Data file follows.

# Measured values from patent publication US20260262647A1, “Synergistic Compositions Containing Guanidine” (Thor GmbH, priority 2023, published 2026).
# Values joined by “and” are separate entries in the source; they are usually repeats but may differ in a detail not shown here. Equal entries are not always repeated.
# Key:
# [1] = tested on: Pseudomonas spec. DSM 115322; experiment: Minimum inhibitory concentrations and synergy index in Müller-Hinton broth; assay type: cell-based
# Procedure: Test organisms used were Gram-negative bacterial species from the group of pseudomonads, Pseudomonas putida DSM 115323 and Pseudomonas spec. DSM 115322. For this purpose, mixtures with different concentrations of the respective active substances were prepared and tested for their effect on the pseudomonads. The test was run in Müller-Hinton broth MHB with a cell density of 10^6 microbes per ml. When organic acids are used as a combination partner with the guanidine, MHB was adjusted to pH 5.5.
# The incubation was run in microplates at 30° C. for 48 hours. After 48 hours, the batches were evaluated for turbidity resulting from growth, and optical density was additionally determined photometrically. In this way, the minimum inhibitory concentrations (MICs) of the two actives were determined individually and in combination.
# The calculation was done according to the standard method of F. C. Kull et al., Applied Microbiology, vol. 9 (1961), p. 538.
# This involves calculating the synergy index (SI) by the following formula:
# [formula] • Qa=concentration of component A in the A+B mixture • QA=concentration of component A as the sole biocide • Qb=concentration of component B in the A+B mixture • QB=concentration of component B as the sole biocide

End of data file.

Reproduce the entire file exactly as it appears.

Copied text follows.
# Measured values from patent publication US20260262647A1, “Synergistic Compositions Containing Guanidine” (Thor GmbH, priority 2023, published 2026).
# Values joined by “and” are separate entries in the source; they are usually repeats but may differ in a detail not shown here. Equal entries are not always repeated.
# Key:
# [1] = tested on: Pseudomonas spec. DSM 115322; experiment: Minimum inhibitory concentrations and synergy index in Müller-Hinton broth; assay type: cell-based
# Procedure: Test organisms used were Gram-negative bacterial species from the group of pseudomonads, Pseudomonas putida DSM 115323 and Pseudomonas spec. DSM 115322. For this purpose, mixtures with different concentrations of the respective active substances were prepared and tested for their effect on the pseudomonads. The test was run in Müller-Hinton broth MHB with a cell density of 10^6 microbes per ml. When organic acids are used as a combination partner with the guanidine, MHB was adjusted to pH 5.5.
# The incubation was run in microplates at 30° C. for 48 hours. After 48 hours, the batches were evaluated for turbidity resulting from growth, and optical density was additionally determined photometrically. In this way, the minimum inhibitory concentrations (MICs) of the two actives were determined individually and in combination.
# The calculation was done according to the standard method of F. C. Kull et al., Applied Microbiology, vol. 9 (1961), p. 538.
# This involves calculating the synergy index (SI) by the following formula:
# [formula] • Qa=concentration of component A in the A+B mixture • QA=concentration of component A as the sole biocide • Qb=concentration of component B in the A+B mixture • QB=concentration of component B as the sole biocide